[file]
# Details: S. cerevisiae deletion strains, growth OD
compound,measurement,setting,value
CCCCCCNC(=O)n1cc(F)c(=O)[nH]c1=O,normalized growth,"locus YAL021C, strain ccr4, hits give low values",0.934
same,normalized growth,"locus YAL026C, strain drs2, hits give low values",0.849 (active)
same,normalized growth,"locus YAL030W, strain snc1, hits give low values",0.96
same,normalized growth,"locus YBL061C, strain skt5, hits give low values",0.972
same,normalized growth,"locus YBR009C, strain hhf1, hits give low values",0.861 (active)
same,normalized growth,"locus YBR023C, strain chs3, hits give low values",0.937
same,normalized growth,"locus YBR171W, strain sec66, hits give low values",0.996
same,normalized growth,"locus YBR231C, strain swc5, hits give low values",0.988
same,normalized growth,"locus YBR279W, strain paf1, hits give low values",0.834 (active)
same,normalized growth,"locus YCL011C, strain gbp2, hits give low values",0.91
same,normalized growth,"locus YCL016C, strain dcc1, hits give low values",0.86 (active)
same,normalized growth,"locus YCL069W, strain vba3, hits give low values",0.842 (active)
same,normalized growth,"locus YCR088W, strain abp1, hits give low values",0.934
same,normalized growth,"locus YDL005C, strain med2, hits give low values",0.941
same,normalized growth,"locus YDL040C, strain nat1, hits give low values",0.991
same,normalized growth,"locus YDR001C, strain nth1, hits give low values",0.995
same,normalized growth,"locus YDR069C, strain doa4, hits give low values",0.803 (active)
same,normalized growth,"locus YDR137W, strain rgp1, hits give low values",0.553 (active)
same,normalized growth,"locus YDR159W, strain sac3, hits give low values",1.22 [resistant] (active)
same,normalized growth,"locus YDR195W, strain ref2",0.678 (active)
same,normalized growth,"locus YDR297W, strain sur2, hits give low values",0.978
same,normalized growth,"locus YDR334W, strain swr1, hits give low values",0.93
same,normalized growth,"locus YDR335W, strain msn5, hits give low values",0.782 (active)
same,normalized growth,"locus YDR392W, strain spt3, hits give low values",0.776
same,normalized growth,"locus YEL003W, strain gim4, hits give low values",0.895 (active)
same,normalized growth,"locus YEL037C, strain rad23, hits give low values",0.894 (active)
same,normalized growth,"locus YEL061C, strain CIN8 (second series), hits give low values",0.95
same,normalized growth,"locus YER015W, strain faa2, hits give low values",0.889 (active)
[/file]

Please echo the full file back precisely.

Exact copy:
# Details: S. cerevisiae deletion strains, growth OD
compound,measurement,setting,value
CCCCCCNC(=O)n1cc(F)c(=O)[nH]c1=O,normalized growth,"locus YAL021C, strain ccr4, hits give low values",0.934
same,normalized growth,"locus YAL026C, strain drs2, hits give low values",0.849 (active)
same,normalized growth,"locus YAL030W, strain snc1, hits give low values",0.96
same,normalized growth,"locus YBL061C, strain skt5, hits give low values",0.972
same,normalized growth,"locus YBR009C, strain hhf1, hits give low values",0.861 (active)
same,normalized growth,"locus YBR023C, strain chs3, hits give low values",0.937
same,normalized growth,"locus YBR171W, strain sec66, hits give low values",0.996
same,normalized growth,"locus YBR231C, strain swc5, hits give low values",0.988
same,normalized growth,"locus YBR279W, strain paf1, hits give low values",0.834 (active)
same,normalized growth,"locus YCL011C, strain gbp2, hits give low values",0.91
same,normalized growth,"locus YCL016C, strain dcc1, hits give low values",0.86 (active)
same,normalized growth,"locus YCL069W, strain vba3, hits give low values",0.842 (active)
same,normalized growth,"locus YCR088W, strain abp1, hits give low values",0.934
same,normalized growth,"locus YDL005C, strain med2, hits give low values",0.941
same,normalized growth,"locus YDL040C, strain nat1, hits give low values",0.991
same,normalized growth,"locus YDR001C, strain nth1, hits give low values",0.995
same,normalized growth,"locus YDR069C, strain doa4, hits give low values",0.803 (active)
same,normalized growth,"locus YDR137W, strain rgp1, hits give low values",0.553 (active)
same,normalized growth,"locus YDR159W, strain sac3, hits give low values",1.22 [resistant] (active)
same,normalized growth,"locus YDR195W, strain ref2",0.678 (active)
same,normalized growth,"locus YDR297W, strain sur2, hits give low values",0.978
same,normalized growth,"locus YDR334W, strain swr1, hits give low values",0.93
same,normalized growth,"locus YDR335W, strain msn5, hits give low values",0.782 (active)
same,normalized growth,"locus YDR392W, strain spt3, hits give low values",0.776
same,normalized growth,"locus YEL003W, strain gim4, hits give low values",0.895 (active)
same,normalized growth,"locus YEL037C, strain rad23, hits give low values",0.894 (active)
same,normalized growth,"locus YEL061C, strain CIN8 (second series), hits give low values",0.95
same,normalized growth,"locus YER015W, strain faa2, hits give low values",0.889 (active)